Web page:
Exhibit in Lansing says goodbye to temporary location

Print More

By Micah Davis
Listen Up, Lansing

After leaving an impression, it became time for the The Women We Are exhibit to say goodbye to Lansing, but maybe not the surrounding areas.

The thought-provoking exhibit that was temporarily located at the AA Creative Corridor on 1133 S. Washington St., came to an end on Thursday, March 5.

Documentary photographer Amanda Grieshop said the closing week of her nude thought-provoking exhibit filled her with a range of emotions, from pride to frustration and disappointment to happiness and exhaustion. Not to mention a big crowd to end the week off with.

“A large handful of community members came to see the show in the last few days it was up and that felt great,” the photographer said. “Most people wanted it to remain up longer so as to bring friends and loved ones by and wondered where it would show next. I wondered the same.”

However, Grieshop also said if she could go back, she would most likely do a couple of things differently.

“I definitely would have sought a venue to exhibit the project that supported it 100 percent and one that would not censor the work,” Grieshop said.

Grieshop said that the woman who manages the venue had personal issues and concerns with nudity in the exhibit, but continued to go through with showcasing it.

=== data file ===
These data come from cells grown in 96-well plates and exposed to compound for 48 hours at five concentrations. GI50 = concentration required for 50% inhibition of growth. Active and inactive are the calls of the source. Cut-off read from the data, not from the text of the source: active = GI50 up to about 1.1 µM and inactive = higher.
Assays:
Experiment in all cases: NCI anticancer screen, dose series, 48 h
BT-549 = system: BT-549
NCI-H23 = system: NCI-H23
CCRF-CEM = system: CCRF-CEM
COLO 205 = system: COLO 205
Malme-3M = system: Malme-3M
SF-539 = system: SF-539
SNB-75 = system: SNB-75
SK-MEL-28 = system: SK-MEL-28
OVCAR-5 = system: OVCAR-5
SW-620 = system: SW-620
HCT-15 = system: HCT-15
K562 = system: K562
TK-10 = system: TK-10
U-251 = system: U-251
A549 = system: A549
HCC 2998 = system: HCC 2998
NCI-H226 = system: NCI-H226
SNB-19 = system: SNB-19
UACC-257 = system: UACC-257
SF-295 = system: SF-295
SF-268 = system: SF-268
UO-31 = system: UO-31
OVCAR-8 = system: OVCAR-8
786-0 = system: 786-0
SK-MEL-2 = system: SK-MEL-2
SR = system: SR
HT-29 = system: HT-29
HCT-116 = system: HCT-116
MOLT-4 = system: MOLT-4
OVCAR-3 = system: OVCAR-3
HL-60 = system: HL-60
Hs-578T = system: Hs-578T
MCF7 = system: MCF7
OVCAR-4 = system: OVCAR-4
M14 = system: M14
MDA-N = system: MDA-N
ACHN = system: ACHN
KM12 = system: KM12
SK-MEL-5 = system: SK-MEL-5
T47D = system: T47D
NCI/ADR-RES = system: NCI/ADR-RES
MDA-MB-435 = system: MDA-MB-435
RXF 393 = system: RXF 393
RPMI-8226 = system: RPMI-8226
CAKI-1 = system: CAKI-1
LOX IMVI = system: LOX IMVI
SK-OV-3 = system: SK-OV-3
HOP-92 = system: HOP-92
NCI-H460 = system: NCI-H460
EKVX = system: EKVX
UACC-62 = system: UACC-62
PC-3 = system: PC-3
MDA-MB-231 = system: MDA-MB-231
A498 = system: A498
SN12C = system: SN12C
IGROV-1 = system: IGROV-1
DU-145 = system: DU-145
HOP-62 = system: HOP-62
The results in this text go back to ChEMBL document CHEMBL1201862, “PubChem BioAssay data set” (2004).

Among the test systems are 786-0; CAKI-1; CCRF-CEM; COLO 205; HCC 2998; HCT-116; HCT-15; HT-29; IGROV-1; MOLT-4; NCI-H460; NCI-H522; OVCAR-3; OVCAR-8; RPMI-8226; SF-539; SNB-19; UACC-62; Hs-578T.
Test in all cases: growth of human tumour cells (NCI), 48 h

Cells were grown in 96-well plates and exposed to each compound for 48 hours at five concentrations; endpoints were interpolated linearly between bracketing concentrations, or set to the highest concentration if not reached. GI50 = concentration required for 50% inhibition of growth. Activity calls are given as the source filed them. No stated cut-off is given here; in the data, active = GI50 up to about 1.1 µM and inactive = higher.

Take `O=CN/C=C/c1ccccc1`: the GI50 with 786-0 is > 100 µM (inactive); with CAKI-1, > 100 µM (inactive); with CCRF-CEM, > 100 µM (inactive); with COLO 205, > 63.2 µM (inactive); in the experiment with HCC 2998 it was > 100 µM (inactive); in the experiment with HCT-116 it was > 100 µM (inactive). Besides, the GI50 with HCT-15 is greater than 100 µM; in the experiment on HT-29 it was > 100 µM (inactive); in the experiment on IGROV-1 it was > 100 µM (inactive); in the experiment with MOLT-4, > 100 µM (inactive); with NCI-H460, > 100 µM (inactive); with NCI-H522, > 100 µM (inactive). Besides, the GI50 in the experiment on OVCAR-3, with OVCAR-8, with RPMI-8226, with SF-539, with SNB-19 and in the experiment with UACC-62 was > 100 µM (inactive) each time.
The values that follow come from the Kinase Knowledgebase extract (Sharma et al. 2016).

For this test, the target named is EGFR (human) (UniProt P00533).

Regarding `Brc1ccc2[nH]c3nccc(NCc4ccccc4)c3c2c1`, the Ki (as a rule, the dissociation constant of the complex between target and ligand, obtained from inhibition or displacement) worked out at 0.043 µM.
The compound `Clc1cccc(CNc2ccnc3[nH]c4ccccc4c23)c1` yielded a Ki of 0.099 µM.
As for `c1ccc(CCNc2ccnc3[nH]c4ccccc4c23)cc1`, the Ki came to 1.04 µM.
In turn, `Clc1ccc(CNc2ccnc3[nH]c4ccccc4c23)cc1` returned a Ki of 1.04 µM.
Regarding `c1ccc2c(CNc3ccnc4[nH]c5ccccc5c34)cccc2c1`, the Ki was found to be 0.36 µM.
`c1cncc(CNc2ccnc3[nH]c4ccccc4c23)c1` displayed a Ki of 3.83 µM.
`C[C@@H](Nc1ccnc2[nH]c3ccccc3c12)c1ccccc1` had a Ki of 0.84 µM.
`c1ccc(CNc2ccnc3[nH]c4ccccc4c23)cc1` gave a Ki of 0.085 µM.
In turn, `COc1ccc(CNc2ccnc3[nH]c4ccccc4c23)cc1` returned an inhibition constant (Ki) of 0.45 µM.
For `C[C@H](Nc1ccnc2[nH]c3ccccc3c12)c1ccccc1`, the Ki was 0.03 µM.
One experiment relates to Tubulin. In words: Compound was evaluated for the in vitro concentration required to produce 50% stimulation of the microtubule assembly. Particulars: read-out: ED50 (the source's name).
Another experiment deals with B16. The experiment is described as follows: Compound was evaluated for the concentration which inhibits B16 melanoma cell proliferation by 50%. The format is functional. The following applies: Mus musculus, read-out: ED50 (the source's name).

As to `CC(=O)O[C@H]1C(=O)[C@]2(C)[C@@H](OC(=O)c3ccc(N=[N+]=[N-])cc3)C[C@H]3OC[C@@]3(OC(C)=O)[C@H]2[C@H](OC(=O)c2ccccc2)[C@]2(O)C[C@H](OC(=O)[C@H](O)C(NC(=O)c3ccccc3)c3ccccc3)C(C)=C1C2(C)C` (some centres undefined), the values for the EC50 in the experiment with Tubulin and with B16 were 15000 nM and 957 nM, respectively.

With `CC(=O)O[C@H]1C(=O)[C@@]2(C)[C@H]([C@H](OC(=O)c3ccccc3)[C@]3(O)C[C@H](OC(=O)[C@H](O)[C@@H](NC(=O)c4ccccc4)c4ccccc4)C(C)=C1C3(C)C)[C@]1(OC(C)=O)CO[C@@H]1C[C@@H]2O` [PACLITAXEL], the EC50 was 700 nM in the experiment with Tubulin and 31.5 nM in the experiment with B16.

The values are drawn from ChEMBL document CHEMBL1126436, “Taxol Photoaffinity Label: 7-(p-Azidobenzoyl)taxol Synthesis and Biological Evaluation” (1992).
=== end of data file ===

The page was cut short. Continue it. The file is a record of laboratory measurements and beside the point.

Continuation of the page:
“I thought she had come to some resolution within herself about the exhibit and assumed that with her agreeing to exhibit the work, she supported it 100 percent…when in fact, she was still grappling with the nudity,” Grieshop said.

Grieshop said that she felt the facility manager did not fully support the mission of the project.

“The project was not supported 100 percent, and thus was unavailable for full view the entire month. I learned a lot about the process of exhibition.” Grieshop said.

AA Creative Corridor manager Ariniko O’Meara said that the gallery is a multi use space that holds baby showers, child photographers, family photographers, theater productions aimed at family audiences that rented the space during The Women We Are exhibit.

“I don’t think the issue was the amount of nudity, I think any issues that arose stemmed from the fact that there was nudity,” O’Meara said.

O’Meara said that this was the issue with censorship and that this was not the first time.

O’Meara also said that there was no truth to the exhibit getting closed down early, and that the exhibit was actually extended an extra week due to increased interest from the community.

“There was an understanding from the beginning with the exhibiting artist that at some times some or possibly all the art would need to be taken down or covered. This was a conversation that happened early and often,” O’Meara said.

Grieshop can keep that in mind for her next project, which she said would be releasing in March 2017.

“I have learned a lot from The Women We Are, from very general bookkeeping skills to marketing to promotions and advertising to showing the work,” Grieshop said. “I will definitely be doing many things differently with the men’s project.”

Comments are closed.